- Students may petition for individual approval of a transfer course not normally accepted at Austin College. Students must provide a syllabus or complete course description and specify how the course is relevant to their degree program.
- Credit from study abroad is treated as transfer credit and is converted at the rate of four semester hours being equal to one Austin College credit. Students may petition for study abroad transfer credit to be applied to graduation requirements, such as upper level residency credit, Discover requirements, etc.
It is the responsibility of the student to ensure that an official transcript from the other institution is sent to the Registrar’s Office (not Admissions once the student has begun taking classes at AC).
Obtaining a Second Baccalaureate Degree
Austin College Graduates
If students earned their first bachelor’s degree from Austin College, they must meet the following requirements to earn a second bachelor’s degree from Austin College:
- Complete a minimum of 17 course credit units.
- Complete a major and a minor from the current entering Bulletin (academic catalog), meeting all grade point average (GPA), residency, and course requirements related to the selected major and minor.
- Courses taken to fulfill the previous degree cannot be utilized to meet major and minor requirements for the current degree.
- The cumulative GPA would begin with a 0.00. Students must earn at least a 2.0 cumulative GPA in the 17 credits and a minimum of a 2.0 in major and minor courses.
- Given that graduates from Austin College have met the Compass Curriculum Experience, Engage, Discover, and Develop Requirements (foundation, breadth, and competency requirements for students who entered before Fall 2019) in their first degree, they will not have to complete those requirements again.
Graduates from a Different Four-Year Institution
If students earned their first bachelor’s degree from another accredited four-year institution of higher education, they must meet the following requirements to earn a second bachelor’s degree from Austin College:
- Complete a minimum of 17 course credits at Austin College.
- Complete a major and a minor from the current entering Bulletin (academic catalog), meeting all grade point average (GPA), residency, and course requirements related to the selected major and minor.
- Meet the academic catalog requirements for a major and minor and policies going forward upon date of entry for new degree.
- Maintain and graduate with a minimum cumulative GPA of a 2.0 and in the major and minor grade point averages.
- Complete at least two Humanities courses, one Science course, and one Social Science course from Austin College (i.e., 1/2 of the Discover requirements). If the student does not have transfer courses to complete the other half of the Discover requirements, those courses must also be completed at Austin College.
- Competencies can be completed with Austin College courses or equivalent transfer courses.
- The First Year Seminar requirement would be waived as in the case for new transfer students.
All transfer courses eligible for transfer to Austin College would be optimally applied to the 34 course credits required to earn a degree from Austin College.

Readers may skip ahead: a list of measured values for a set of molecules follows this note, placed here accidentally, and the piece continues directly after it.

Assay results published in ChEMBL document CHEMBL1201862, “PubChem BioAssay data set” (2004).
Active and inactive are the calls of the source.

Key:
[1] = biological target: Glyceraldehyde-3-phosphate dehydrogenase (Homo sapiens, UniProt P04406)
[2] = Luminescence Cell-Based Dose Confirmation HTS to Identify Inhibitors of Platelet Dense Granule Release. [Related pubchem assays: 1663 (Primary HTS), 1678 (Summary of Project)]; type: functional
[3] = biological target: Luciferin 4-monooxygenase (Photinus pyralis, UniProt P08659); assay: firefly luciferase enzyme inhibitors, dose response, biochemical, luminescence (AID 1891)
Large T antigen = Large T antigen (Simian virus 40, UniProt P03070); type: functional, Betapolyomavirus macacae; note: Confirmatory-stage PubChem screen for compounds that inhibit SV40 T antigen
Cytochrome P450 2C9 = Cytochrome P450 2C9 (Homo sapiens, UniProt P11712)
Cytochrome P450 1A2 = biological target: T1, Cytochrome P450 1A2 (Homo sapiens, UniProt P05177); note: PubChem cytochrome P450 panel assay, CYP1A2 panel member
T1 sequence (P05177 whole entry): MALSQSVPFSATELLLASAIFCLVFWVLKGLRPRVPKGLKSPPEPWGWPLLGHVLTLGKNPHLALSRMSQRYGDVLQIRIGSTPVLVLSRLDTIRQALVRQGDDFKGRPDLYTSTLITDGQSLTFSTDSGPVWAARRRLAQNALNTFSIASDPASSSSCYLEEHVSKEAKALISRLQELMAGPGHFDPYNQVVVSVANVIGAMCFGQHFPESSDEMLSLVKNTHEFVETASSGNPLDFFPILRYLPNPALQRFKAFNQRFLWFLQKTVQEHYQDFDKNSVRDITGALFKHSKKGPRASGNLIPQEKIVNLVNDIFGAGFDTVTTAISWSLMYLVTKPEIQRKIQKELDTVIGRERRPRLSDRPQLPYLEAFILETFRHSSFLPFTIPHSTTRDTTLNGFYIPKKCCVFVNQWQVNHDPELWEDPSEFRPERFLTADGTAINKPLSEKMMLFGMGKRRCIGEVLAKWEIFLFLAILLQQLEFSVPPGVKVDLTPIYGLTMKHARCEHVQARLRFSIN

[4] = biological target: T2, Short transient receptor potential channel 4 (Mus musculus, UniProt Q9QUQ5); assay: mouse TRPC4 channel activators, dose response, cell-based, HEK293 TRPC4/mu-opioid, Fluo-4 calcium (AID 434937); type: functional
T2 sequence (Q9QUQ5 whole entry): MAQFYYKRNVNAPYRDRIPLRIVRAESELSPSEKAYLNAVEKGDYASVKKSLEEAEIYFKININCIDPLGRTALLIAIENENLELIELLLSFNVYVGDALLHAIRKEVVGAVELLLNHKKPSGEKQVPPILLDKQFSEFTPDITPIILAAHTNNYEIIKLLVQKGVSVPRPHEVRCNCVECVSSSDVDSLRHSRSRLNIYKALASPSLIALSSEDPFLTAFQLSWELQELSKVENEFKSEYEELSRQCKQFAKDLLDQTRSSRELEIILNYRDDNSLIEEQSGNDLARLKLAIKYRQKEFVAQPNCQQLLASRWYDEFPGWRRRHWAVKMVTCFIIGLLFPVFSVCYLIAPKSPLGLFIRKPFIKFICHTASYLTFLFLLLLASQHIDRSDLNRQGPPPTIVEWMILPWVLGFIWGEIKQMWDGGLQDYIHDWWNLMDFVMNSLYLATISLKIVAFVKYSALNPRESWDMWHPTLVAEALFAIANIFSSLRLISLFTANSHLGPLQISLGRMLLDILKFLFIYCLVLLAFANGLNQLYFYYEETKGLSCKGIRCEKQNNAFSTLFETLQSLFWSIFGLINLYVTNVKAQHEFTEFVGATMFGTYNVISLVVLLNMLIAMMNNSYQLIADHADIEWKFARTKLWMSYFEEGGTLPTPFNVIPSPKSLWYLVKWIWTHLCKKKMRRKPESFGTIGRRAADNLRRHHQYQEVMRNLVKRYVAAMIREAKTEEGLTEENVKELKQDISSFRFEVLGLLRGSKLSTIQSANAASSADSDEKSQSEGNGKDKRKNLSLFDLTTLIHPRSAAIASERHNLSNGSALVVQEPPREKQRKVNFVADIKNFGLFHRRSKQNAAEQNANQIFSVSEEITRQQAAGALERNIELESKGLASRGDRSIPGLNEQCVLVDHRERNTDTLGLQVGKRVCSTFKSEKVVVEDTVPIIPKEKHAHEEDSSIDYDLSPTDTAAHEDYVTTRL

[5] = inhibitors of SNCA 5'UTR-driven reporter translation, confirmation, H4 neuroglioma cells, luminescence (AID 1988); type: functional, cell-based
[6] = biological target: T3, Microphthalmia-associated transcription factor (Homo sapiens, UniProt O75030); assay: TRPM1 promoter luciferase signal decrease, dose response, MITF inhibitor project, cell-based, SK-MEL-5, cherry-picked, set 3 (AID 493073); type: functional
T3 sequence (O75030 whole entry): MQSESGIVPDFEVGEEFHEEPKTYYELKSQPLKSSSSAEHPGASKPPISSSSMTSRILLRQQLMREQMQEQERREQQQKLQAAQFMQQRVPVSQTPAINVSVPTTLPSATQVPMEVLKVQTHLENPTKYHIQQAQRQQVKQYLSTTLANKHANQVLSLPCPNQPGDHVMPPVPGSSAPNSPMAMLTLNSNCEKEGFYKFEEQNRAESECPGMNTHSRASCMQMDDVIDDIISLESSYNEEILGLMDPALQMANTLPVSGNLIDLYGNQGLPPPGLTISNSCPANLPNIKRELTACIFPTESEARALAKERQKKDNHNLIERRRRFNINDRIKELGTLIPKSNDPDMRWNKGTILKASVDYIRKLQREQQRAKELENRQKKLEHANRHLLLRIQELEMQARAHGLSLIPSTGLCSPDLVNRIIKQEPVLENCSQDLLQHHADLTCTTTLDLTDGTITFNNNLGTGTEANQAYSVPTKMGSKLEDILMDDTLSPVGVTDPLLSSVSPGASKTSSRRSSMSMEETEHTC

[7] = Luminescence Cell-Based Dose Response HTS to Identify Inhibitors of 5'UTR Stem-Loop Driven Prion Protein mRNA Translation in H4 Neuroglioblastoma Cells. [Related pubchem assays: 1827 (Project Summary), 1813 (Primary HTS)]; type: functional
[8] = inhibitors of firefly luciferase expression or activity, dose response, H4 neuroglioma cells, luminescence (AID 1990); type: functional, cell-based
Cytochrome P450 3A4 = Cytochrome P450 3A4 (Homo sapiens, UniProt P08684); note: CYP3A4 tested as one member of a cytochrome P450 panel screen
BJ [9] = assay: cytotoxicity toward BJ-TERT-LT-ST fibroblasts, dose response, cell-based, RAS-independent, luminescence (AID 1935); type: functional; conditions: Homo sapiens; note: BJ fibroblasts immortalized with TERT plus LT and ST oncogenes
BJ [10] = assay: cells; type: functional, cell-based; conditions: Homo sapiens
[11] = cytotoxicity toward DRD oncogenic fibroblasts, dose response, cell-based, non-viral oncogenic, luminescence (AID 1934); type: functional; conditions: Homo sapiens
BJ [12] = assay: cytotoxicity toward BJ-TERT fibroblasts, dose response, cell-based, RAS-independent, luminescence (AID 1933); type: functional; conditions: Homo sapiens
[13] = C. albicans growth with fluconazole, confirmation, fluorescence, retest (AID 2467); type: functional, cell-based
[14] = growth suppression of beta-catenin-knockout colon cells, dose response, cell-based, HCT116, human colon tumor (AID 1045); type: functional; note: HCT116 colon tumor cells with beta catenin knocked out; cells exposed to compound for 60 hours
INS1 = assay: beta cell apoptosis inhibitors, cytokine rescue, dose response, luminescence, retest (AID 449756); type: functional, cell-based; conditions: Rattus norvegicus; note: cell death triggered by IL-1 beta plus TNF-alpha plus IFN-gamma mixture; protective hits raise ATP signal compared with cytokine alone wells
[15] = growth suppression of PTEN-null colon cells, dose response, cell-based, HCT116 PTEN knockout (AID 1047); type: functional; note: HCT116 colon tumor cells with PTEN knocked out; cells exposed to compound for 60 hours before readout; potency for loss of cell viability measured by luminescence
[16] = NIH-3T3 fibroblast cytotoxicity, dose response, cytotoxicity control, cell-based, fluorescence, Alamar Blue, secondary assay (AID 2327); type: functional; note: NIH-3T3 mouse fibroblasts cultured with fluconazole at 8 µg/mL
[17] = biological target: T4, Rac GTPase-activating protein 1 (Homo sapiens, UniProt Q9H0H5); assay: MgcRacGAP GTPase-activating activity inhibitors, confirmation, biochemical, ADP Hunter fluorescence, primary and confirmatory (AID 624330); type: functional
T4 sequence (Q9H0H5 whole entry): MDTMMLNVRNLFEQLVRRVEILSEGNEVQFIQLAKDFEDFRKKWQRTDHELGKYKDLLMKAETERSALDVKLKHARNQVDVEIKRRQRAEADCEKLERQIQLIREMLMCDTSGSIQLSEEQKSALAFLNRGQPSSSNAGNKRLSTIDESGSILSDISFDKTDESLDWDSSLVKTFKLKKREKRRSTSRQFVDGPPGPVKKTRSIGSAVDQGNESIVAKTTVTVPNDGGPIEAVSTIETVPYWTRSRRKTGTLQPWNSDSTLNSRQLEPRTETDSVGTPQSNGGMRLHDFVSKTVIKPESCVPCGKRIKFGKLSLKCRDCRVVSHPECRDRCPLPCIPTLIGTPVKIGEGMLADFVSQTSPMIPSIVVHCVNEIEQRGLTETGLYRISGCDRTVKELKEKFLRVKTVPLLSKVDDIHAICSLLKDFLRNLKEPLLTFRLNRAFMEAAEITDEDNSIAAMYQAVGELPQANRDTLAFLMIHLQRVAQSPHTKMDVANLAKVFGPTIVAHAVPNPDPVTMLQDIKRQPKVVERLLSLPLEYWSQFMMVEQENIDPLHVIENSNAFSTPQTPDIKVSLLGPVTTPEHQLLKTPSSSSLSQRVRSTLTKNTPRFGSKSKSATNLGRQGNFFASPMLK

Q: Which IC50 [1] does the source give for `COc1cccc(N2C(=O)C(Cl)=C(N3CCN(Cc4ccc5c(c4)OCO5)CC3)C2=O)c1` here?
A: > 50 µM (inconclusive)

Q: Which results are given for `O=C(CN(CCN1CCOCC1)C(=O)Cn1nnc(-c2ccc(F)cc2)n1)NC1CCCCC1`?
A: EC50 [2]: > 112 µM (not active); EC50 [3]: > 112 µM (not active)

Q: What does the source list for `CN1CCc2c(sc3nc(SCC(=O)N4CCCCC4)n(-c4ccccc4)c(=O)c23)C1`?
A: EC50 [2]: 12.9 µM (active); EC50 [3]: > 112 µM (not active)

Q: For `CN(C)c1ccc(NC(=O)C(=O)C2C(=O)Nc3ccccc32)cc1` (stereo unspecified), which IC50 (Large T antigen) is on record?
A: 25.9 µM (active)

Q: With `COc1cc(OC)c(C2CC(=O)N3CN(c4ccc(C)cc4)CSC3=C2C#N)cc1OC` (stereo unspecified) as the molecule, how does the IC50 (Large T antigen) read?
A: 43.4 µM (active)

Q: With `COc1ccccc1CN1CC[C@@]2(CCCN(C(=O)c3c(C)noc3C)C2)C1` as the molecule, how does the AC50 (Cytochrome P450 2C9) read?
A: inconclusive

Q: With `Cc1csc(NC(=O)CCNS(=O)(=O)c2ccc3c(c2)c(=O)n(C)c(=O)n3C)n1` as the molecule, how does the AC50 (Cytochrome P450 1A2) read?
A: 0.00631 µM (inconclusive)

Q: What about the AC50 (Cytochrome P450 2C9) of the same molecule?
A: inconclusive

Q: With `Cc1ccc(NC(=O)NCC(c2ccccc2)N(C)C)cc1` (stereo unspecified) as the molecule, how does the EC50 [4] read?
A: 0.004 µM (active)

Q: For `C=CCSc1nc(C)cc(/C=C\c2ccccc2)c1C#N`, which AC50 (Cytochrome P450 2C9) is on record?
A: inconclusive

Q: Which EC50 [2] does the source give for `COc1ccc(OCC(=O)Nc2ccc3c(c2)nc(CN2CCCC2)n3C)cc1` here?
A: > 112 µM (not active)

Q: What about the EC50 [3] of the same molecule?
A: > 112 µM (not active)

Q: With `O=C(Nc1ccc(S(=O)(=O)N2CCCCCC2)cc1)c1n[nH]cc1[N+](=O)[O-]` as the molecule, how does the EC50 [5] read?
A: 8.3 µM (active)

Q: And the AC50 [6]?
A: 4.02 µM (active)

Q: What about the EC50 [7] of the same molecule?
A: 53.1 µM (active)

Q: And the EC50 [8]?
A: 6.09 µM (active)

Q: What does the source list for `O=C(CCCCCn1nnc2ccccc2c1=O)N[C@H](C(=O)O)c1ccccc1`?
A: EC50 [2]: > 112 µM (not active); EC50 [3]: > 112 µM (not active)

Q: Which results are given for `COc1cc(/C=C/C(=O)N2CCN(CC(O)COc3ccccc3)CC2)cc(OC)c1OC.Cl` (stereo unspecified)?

Academic Probation and Suspension
Students’ academic records are reviewed at the end of each fall and spring term, and an academic standing is assessed. A cumulative grade point average of 2.00 is the minimum standard for graduation. Only Austin College grades are included in this calculation. A student whose cumulative grade point average falls below the thresholds listed below will automatically be placed on academic probation through the following 14-week term. At the end of the probationary term, the following action may be taken:
- If the student’s cumulative grade point average is above the thresholds listed below, the student will be removed from academic probation.
- If the student’s cumulative grade point average is below the thresholds listed below but the student earns a term grade point average of 2.25 or higher and completes a full course load (a minimum of 3 course credits) during the probationary period, the student’s academic probation will be extended through the following 14-week term.
- If the student’s cumulative grade point average is below thresholds listed below and the student’s probationary term grade point average is less than 2.25, the student may be suspended from the college.
Academic Probation Thresholds for First-Year Students Semester
|Semester 1||Semester 2||Semester 3||Remainder of Attendance|
A notation of probationary status (i.e., academic standing) is placed on the transcript of any student on academic probation.
Probation is intended to alert the student to current difficulties and the need for corrective action. Students on academic probation maintain the ability to enroll in courses at Austin College, but they are strongly urged to consult with their faculty mentor or the Office of Student Affairs and Athletics to work out a plan for earning removal from probation. Students on probation are required to concentrate primarily on academic endeavors until their level of academic achievement improves so they can be removed from probation. Those students on academic probation may not hold an office or hold committee responsibility in student organizations, but they may continue to be members of organizations and may attend social functions. Such students are not allowed to represent the college in any official capacity. When there is sufficient justification, an exception to these restrictions may be granted by the Academic Standing Committee chaired by the registrar.